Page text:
|"I can't wear a mask just because you|
don't want to vaccinate me"
This is because whilst everyone agrees that vaccinations are the single most important procedure in the life of every pet as it does provide protection against illnesses that are life threatening, and we all agree that vaccinations are not harmless, there is a big debate about how often they should or shouldn't get this very important protection.
As a vet, I have seen puppies with severe parvovirus (and die from this debilitating condition despite treatment), and the seizures induced by distemper virus (as this causes ongoing brain damage). My view is always going to be that all pets need to be protected against these diseases. That is core to everything I recommend for all pets.
These are the diseases that scare all vets who have seen them, and I remember, only to well, those days. And whilst the incidence of disease has reduced to the point where alot of the younger vets only read about them, they are not gone. If you know anything about diseases, is that they do not stay dormant forever.
But fear should not be used as an argument for or against vaccinations. Being rational, and using the best information that we have available at the time, and being flexible enough to change those recommendations, depending on the situation, is the best policy. Which means, that this may differ from region to region, and
from time to time. It doesn't mean that we did before was wrong, but different to what we need to do now.
|"I hear ya.... vaccinations have made me sick in the past. So a|
blood test is what I need to do? Okey dokey!"
As an example - I saw two 3 year old Maltese terriers recently - Bobby and Sarah. Bobby had a mild vaccination reaction, twelve months earlier. Sarah was OK. They only go to the groomers, never go to kennels, and their only walk, is one around the block!
What is the right thing for these two? A full check up is definitely on the cards, as both dogs have periodontal disease, which we need to treat, monitor, and re-treat regularly.
What actually happened, though, , was that we performed a vaccine titre test in both dogs - and both showed good protection against Distemper, Hepatitis and Parvovirus. And we will repeat that test in twelve months time.
What are our other options?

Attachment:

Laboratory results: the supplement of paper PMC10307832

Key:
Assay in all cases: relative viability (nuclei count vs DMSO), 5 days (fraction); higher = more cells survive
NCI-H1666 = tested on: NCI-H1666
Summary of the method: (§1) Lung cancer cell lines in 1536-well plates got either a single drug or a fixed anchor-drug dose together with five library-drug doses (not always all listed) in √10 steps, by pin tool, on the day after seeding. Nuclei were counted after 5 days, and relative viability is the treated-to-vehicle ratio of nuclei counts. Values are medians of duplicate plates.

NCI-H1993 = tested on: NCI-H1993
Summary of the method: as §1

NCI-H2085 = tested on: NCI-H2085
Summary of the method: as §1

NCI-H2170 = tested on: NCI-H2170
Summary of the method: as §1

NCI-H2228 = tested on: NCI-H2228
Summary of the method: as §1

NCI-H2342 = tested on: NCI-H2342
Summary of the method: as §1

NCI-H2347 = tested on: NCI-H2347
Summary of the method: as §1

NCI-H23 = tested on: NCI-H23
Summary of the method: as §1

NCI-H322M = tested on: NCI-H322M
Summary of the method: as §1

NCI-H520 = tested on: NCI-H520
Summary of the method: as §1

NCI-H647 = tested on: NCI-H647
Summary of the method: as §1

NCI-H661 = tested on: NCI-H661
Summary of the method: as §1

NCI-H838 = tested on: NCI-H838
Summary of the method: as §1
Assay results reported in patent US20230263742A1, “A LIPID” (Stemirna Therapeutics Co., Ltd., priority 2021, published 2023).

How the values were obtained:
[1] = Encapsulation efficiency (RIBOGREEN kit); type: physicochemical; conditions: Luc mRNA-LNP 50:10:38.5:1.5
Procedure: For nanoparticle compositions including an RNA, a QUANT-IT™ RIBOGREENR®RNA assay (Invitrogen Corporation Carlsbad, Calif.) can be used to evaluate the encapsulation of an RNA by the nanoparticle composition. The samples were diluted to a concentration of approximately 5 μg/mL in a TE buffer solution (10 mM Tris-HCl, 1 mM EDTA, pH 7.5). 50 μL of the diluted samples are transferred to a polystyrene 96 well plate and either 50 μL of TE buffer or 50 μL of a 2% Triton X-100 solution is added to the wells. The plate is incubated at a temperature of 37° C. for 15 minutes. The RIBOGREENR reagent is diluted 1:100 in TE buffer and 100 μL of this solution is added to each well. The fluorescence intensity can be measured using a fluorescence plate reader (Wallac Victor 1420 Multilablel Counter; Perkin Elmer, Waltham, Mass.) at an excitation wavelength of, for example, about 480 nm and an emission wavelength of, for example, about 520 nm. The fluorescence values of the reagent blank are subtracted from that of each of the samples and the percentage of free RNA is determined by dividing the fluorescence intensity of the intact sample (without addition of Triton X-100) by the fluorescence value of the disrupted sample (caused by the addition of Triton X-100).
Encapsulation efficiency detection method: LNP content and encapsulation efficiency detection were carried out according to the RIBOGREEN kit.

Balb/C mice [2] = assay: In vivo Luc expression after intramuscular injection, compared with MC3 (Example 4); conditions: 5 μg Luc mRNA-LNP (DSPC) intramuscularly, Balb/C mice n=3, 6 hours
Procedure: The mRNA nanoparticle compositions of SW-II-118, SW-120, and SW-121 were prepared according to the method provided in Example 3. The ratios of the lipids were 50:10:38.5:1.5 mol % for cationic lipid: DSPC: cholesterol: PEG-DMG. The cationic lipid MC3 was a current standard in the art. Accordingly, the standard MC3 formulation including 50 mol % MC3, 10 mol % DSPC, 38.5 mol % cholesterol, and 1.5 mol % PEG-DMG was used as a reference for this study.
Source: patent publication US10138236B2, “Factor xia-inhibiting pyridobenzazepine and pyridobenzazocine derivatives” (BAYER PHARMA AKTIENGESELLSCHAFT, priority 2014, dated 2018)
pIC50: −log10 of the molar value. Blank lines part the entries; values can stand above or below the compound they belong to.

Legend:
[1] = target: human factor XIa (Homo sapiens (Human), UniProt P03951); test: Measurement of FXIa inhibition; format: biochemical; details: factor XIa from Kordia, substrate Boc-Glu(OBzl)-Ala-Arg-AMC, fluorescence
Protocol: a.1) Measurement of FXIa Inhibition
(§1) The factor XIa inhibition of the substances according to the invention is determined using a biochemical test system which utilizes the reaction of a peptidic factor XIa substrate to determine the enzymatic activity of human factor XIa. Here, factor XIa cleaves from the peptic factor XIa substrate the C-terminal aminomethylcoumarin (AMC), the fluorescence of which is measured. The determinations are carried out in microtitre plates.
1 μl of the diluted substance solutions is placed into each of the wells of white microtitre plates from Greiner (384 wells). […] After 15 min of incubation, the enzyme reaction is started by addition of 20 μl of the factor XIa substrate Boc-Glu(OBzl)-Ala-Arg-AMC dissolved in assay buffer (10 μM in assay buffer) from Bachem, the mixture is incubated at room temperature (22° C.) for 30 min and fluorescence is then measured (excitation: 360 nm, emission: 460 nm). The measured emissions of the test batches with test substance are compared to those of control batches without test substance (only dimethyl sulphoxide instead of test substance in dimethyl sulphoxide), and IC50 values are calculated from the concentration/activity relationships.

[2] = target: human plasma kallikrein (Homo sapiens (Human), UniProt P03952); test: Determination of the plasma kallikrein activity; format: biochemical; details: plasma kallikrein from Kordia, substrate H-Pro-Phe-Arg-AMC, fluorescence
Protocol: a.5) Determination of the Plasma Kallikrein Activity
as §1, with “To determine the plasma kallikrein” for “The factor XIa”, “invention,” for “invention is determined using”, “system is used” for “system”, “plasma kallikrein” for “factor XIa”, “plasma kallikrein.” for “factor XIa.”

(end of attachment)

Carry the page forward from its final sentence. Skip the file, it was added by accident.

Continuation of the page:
- Vaccinate both dogs, and give Bobby an injection to reduce his reaction response.
- Not vaccinate either dog, and fingers crossed that they were protected
- Vaccinated Sarah only, and hoped that Bobby was protected.
Whilst "hope" and "fingers crossed" may work for some people, they don't work for me. I like to know! And if you were the loving pet owner, you would want to know to.
At Russell Vale Animal Clinic, we now are able to offer in-clinic titre testing, using Vaccichek. Technically speaking, it takes 21 minutes for the test to run, but it is a pretty intensive 21 minutes, so we will work on getting the result to the pet owner within 1-2 days. It just requires a blood sample, and with that, we can determine whether the pet will benefit from a vaccination or not.
The reality is, if a pet's immune system is already at it's peak for protection, then adding further stimulation is not going to make things better. But vaccinating an already vaccinated pet is not going to make them sick either, unless they already have had a history of vaccine reactions. I don't buy into the argument that vaccines make our pets sick. They may affect some animals differently to others, but they don't cause cancers, nor do they cause immune mediated diseases. Not vaccinating a pet, though, is a sure fire guarantee that if they have no immunity to parvovirus, and they are exposed to it, they will get very very sick, and possibly die.
Our assessment of what is the right thing for your pet happens so subtly, that you may not be aware of it. We ask questions like,
- are they indoors or outdoors (like our cats), or go to the dog park or grooming (for our dogs)
- had any previous reactions
- previous medical history (such as, have they had any immune mediated diseases in the past? )
We perform a full physical examination (the check up ), which is essential in every pet every year (in my opinion, twice a year)
You may not know of these things going through my head, but I assure you, they are. And at the end of it, your pet will either walk out of the consultation room vaccinated, or a recommendation will be made to not vaccinate. If a recommendation is made against vaccination, it is because that is the right thing to do for that patient, which may not be the right thing to do for the next patient that walks into the consultation room.
As I said before, it is not a "one size fits all" protocol, but what is the best thing for that patient in the room with me, at that time.
|"Cough... splutter. Let's share the love|
at the local Dog Park"
Now what about "Canine cough" ? Well, this is a nasty cough which is highly infectious, but it doesn't kill dogs (or rarely). We do see a few cases of Canine Cough, but most of these were in dogs vaccinated against it. It didn't last long ( a few days), thanks to the protection the vaccine provided. Those dogs who are in a high risk group, such as grooming, kennels, beach, dog park or mix with other dogs on a regular basis, do need to have the annual vaccination for kennel cough. There is no titre test for this, and vaccination (or isolation) is the best protection.
As an aside, we were also the first veterinary hospital in the Illawarra to offer three year vaccinations, when they became available. If you want to know more about this debate, go to our website.
If you have any questions or concerns, or sensible comments, feel free to comment, so long as it is fair. I respect other people's opinions, and expect the same in return.
Please call us to book your pet in for their check up, and their vaccination or Titre Test (depending).